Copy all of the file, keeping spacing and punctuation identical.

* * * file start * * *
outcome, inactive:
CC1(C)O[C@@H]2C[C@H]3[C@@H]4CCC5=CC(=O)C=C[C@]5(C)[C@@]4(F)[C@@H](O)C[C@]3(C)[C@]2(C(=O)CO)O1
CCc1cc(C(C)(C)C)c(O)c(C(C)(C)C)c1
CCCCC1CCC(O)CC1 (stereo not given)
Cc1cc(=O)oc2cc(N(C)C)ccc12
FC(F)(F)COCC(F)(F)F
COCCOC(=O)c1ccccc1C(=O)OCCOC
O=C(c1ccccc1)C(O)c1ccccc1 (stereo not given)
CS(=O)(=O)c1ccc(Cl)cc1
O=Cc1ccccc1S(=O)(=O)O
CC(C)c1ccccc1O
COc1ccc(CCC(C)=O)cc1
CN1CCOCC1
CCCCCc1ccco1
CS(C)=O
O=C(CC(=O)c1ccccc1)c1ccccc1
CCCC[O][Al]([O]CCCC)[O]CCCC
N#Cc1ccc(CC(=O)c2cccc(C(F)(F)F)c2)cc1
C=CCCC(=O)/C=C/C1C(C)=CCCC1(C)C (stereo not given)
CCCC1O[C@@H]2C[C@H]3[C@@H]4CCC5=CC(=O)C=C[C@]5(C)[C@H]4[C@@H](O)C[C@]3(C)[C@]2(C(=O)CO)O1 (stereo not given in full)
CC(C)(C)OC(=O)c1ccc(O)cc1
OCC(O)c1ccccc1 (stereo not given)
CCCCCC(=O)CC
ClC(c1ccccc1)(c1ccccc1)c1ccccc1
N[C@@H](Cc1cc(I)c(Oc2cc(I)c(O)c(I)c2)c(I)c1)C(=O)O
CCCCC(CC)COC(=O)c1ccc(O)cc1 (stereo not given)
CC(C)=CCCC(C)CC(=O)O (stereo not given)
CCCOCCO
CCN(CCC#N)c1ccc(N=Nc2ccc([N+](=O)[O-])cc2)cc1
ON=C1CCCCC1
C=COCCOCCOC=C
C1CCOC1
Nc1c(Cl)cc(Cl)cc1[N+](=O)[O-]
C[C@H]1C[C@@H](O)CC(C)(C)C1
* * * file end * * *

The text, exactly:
outcome, inactive:
CC1(C)O[C@@H]2C[C@H]3[C@@H]4CCC5=CC(=O)C=C[C@]5(C)[C@@]4(F)[C@@H](O)C[C@]3(C)[C@]2(C(=O)CO)O1
CCc1cc(C(C)(C)C)c(O)c(C(C)(C)C)c1
CCCCC1CCC(O)CC1 (stereo not given)
Cc1cc(=O)oc2cc(N(C)C)ccc12
FC(F)(F)COCC(F)(F)F
COCCOC(=O)c1ccccc1C(=O)OCCOC
O=C(c1ccccc1)C(O)c1ccccc1 (stereo not given)
CS(=O)(=O)c1ccc(Cl)cc1
O=Cc1ccccc1S(=O)(=O)O
CC(C)c1ccccc1O
COc1ccc(CCC(C)=O)cc1
CN1CCOCC1
CCCCCc1ccco1
CS(C)=O
O=C(CC(=O)c1ccccc1)c1ccccc1
CCCC[O][Al]([O]CCCC)[O]CCCC
N#Cc1ccc(CC(=O)c2cccc(C(F)(F)F)c2)cc1
C=CCCC(=O)/C=C/C1C(C)=CCCC1(C)C (stereo not given)
CCCC1O[C@@H]2C[C@H]3[C@@H]4CCC5=CC(=O)C=C[C@]5(C)[C@H]4[C@@H](O)C[C@]3(C)[C@]2(C(=O)CO)O1 (stereo not given in full)
CC(C)(C)OC(=O)c1ccc(O)cc1
OCC(O)c1ccccc1 (stereo not given)
CCCCCC(=O)CC
ClC(c1ccccc1)(c1ccccc1)c1ccccc1
N[C@@H](Cc1cc(I)c(Oc2cc(I)c(O)c(I)c2)c(I)c1)C(=O)O
CCCCC(CC)COC(=O)c1ccc(O)cc1 (stereo not given)
CC(C)=CCCC(C)CC(=O)O (stereo not given)
CCCOCCO
CCN(CCC#N)c1ccc(N=Nc2ccc([N+](=O)[O-])cc2)cc1
ON=C1CCCCC1
C=COCCOCCOC=C
C1CCOC1
Nc1c(Cl)cc(Cl)cc1[N+](=O)[O-]
C[C@H]1C[C@@H](O)CC(C)(C)C1